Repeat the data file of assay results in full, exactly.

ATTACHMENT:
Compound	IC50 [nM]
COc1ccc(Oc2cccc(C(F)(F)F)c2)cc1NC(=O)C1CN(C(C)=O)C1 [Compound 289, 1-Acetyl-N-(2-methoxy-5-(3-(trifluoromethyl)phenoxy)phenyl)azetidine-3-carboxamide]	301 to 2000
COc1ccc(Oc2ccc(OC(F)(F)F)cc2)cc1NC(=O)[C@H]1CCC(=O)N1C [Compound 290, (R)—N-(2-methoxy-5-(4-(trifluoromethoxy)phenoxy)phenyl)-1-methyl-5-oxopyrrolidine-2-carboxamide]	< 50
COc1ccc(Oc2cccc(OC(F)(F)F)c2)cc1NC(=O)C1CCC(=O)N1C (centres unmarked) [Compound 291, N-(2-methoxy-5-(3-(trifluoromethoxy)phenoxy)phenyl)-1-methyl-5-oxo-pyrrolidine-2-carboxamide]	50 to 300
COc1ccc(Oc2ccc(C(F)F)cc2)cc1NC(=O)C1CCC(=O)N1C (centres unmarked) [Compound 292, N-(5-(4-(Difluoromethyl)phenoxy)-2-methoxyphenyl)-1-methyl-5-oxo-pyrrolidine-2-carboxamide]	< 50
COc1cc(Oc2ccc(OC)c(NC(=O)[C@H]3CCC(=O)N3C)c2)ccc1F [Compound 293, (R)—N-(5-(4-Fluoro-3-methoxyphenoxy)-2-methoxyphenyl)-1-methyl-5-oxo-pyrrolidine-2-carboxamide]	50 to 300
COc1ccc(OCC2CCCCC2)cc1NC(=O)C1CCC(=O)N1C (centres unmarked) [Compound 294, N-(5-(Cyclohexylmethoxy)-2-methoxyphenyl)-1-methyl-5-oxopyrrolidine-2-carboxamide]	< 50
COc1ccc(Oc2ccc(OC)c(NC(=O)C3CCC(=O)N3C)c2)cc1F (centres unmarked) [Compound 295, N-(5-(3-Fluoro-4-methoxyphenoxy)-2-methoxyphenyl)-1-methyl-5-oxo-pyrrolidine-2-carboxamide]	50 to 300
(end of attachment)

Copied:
Compound	IC50 [nM]
COc1ccc(Oc2cccc(C(F)(F)F)c2)cc1NC(=O)C1CN(C(C)=O)C1 [Compound 289, 1-Acetyl-N-(2-methoxy-5-(3-(trifluoromethyl)phenoxy)phenyl)azetidine-3-carboxamide]	301 to 2000
COc1ccc(Oc2ccc(OC(F)(F)F)cc2)cc1NC(=O)[C@H]1CCC(=O)N1C [Compound 290, (R)—N-(2-methoxy-5-(4-(trifluoromethoxy)phenoxy)phenyl)-1-methyl-5-oxopyrrolidine-2-carboxamide]	< 50
COc1ccc(Oc2cccc(OC(F)(F)F)c2)cc1NC(=O)C1CCC(=O)N1C (centres unmarked) [Compound 291, N-(2-methoxy-5-(3-(trifluoromethoxy)phenoxy)phenyl)-1-methyl-5-oxo-pyrrolidine-2-carboxamide]	50 to 300
COc1ccc(Oc2ccc(C(F)F)cc2)cc1NC(=O)C1CCC(=O)N1C (centres unmarked) [Compound 292, N-(5-(4-(Difluoromethyl)phenoxy)-2-methoxyphenyl)-1-methyl-5-oxo-pyrrolidine-2-carboxamide]	< 50
COc1cc(Oc2ccc(OC)c(NC(=O)[C@H]3CCC(=O)N3C)c2)ccc1F [Compound 293, (R)—N-(5-(4-Fluoro-3-methoxyphenoxy)-2-methoxyphenyl)-1-methyl-5-oxo-pyrrolidine-2-carboxamide]	50 to 300
COc1ccc(OCC2CCCCC2)cc1NC(=O)C1CCC(=O)N1C (centres unmarked) [Compound 294, N-(5-(Cyclohexylmethoxy)-2-methoxyphenyl)-1-methyl-5-oxopyrrolidine-2-carboxamide]	< 50
COc1ccc(Oc2ccc(OC)c(NC(=O)C3CCC(=O)N3C)c2)cc1F (centres unmarked) [Compound 295, N-(5-(3-Fluoro-4-methoxyphenoxy)-2-methoxyphenyl)-1-methyl-5-oxo-pyrrolidine-2-carboxamide]	50 to 300